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Designed for the specialist tax professional, The Tax Specialist journal is essential reading for corporate tax advisers, accountants, lawyers and academics. Featuring in-depth analysis, opinion and argument on legislative, administrative and judicial issues it is published five times per year and is available by subscription. Also known as the Red Journal.

The Tax Specialist covers the latest issues affecting your role and your business, including:

  • consolidations
  • mergers and acquisitions
  • international tax
  • GST securitisation
  • venture capital
  • legal professional privilege
  • Part IVA
  • TOFA, and more.

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Articles from the current issue:

  • Chevron and evidential preclusion

    shopping_cart Add to cart 01 Aug 2017

    The Commissioner’s side in the Chevron litigation had a big problem with a key part of their case: the ATO officer who signed the s 136AD determinations had no authority to do so. Did this mean that no valid “determinations” had been made? Or that determinations were made but were somehow “wrong”? Or that the determinations were “correct” but affected by an immaterial “procedural” error? Or, instead, was the error linked with “substantive liability”, as would make it reviewable for quantum in a tax appeal? It is noteworthy that, in administrative law contexts, a decision-maker having no power to make a decision is a very considerable thing, often resulting in invalidity. So how do things stand in the tax arena? It turned out that s 177 was able to work its magic and protect the error from full scrutiny, and accordingly the ATO was spared some embarrassment.

  • AMIT regime implementation – where are we at?

    shopping_cart Add to cart 01 Aug 2017

    After some decades of grappling with applying the “old” rules of Div 6 of the Income Tax Assessment Act 1936 to modern-day widely held trusts, industry, at long last, got its wish … on 5 May 2016, the attribution managed investment trust (AMIT) regime was enacted. The AMIT regime is the culmination of a Board of Taxation recommendation for “a separate taxation regime for qualifying MITs” and extensive industry consultation. The regime seeks to codify much of the industry practice and administrative concessions that had to emerge to fit the taxation of managed investment trusts into Div 6. This article considers some key aspects and design features of the new regime and, where appropriate, attempts to bring the regime to life with worked examples.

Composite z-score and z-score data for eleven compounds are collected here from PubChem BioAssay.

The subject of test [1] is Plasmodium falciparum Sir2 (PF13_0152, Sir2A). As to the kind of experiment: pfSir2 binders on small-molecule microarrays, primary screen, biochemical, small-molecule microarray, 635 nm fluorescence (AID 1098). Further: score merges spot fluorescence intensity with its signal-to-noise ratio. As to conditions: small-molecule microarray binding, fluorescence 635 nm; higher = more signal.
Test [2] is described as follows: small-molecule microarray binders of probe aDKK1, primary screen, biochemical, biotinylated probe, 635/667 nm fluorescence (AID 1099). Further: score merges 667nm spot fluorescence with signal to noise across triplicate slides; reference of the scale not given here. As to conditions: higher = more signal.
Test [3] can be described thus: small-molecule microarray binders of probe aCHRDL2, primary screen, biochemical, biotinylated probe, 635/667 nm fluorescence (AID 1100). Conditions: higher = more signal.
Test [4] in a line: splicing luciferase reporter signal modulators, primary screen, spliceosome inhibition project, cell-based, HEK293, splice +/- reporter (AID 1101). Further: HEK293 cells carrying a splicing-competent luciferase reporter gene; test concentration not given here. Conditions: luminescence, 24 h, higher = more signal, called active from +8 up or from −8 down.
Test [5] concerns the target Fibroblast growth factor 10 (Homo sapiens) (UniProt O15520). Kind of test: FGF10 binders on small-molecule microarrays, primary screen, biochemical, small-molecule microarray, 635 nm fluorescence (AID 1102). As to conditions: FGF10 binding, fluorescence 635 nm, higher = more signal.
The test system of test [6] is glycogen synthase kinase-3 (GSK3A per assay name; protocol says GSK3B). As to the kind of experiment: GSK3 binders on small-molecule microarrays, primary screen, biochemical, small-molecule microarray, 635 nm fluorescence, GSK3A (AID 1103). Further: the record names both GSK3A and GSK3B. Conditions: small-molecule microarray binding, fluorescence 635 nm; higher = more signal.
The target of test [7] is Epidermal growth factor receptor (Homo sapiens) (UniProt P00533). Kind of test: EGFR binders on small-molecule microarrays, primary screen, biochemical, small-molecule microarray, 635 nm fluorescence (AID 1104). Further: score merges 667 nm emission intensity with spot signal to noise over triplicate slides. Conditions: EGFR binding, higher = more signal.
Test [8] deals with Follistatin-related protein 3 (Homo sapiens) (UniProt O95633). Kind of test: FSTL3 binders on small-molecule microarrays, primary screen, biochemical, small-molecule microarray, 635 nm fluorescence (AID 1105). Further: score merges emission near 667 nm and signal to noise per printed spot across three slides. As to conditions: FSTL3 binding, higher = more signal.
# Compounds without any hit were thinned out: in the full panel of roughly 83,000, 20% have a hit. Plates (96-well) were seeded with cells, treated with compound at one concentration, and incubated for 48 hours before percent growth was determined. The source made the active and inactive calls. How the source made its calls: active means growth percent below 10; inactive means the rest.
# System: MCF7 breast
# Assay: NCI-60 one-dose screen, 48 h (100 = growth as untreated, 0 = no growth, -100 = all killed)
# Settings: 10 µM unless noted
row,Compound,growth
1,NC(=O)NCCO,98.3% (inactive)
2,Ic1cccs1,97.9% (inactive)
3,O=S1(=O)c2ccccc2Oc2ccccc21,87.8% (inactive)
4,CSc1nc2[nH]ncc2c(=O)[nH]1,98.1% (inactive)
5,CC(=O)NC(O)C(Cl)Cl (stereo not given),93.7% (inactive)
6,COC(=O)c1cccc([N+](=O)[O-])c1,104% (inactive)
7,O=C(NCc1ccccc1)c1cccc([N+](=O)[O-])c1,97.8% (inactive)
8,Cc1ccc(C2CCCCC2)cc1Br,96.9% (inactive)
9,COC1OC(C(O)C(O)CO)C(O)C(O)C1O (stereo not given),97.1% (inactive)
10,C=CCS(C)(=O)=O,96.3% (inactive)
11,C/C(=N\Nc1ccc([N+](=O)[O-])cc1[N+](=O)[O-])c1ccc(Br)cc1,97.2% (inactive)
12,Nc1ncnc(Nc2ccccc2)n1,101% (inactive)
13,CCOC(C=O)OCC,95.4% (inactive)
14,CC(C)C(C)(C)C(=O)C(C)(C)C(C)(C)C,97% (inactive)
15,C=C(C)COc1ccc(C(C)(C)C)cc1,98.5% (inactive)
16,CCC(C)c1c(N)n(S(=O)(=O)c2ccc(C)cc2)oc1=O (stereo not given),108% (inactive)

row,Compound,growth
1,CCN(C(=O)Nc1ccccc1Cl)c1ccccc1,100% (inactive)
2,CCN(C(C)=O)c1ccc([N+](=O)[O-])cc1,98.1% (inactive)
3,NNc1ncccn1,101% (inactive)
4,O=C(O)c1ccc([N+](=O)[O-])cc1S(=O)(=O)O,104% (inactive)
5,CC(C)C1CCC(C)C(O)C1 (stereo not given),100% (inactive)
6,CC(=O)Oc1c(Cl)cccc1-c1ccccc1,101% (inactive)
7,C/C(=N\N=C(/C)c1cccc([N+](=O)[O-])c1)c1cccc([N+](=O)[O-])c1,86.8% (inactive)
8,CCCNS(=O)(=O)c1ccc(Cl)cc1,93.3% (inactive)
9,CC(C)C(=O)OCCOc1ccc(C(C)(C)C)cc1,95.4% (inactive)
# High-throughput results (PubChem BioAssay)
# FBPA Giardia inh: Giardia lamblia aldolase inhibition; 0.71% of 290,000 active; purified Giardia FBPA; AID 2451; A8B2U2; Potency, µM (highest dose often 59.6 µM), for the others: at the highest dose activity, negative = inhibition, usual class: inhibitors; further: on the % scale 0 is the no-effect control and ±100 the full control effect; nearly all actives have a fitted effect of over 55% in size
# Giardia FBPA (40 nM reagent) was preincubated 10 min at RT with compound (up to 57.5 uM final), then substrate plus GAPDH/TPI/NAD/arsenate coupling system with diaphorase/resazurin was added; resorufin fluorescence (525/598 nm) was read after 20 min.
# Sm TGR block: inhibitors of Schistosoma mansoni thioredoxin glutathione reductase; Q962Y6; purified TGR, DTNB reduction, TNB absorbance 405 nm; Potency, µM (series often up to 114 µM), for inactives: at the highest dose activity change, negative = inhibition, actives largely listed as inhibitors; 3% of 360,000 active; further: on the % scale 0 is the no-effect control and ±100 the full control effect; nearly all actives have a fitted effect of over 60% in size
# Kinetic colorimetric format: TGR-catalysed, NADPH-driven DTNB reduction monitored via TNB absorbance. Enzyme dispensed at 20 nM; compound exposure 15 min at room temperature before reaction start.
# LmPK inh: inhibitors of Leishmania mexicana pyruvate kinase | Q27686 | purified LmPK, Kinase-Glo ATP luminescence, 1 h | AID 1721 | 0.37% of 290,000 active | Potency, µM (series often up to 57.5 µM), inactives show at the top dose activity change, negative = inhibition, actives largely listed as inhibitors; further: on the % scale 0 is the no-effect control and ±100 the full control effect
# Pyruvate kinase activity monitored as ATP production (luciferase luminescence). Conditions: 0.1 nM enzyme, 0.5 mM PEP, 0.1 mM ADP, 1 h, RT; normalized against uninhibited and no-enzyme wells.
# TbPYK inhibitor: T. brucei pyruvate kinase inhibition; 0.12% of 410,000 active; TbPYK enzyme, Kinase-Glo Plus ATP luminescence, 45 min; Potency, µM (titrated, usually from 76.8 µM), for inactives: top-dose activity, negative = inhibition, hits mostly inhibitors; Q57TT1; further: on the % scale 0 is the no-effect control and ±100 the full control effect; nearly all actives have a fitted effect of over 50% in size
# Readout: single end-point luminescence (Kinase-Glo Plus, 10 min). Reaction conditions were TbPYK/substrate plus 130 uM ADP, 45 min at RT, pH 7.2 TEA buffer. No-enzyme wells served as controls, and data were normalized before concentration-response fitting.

• Fragmenting the Pt IVA lore applying to stapled structures

    shopping_cart Add to cart 01 Aug 2017

    In TA 2017/1, the Australian Taxation Office expressed concern with “arrangements which attempt to fragment integrated trading businesses in order to re-characterise trading income into more favourably taxed passive income”. Among such arrangements, the ATO singled out stapled security structures, of which it identified four types: financing, rentals, royalties, and synthetics. The Commonwealth Treasury is also currently consulting on the “integrity risks” regarding the use of stapled structures. In that context, this article is concerned with rental stapled structures, and the extent, if any, to which Pt IVA of the Income Tax Assessment Act 1936 might apply to such structures. The author seeks to address what are seen as shortcomings and a lack of analysis in the ATO’s apparent views on the matter, as expressed in its public pronouncements. The article identifies types of rental stapled structures and analyses the possible application of Pt IVA to them.

  • Speed dating in the new tax era: the BEPS Convention kicks off

    shopping_cart Add to cart 01 Aug 2017

    Australia, along with 68 other countries or territories, recently signed the Multilateral Convention to Implement Tax Treaty Related Measures to Prevent Base Erosion and Profit Shifting (the BEPS Convention). The BEPS Convention implements action 15 of the BEPS project which proposed a multilateral instrument that would operate automatically to amend and update the bilateral tax treaty network currently in existence to bring certain key provisions of treaties into line with the BEPS agenda. The BEPS Convention may potentially apply to more than 2,000 bilateral tax treaties between countries worldwide. This article introduces the key elements of the BEPS Convention and Australia’s position in signing it. The article sets out the history and context of the BEPS project, outlines the goals, framework and complicated implementation process of the BEPS Convention, and discusses each key element of the BEPS Convention and the Australian Treasury position in respect to it.

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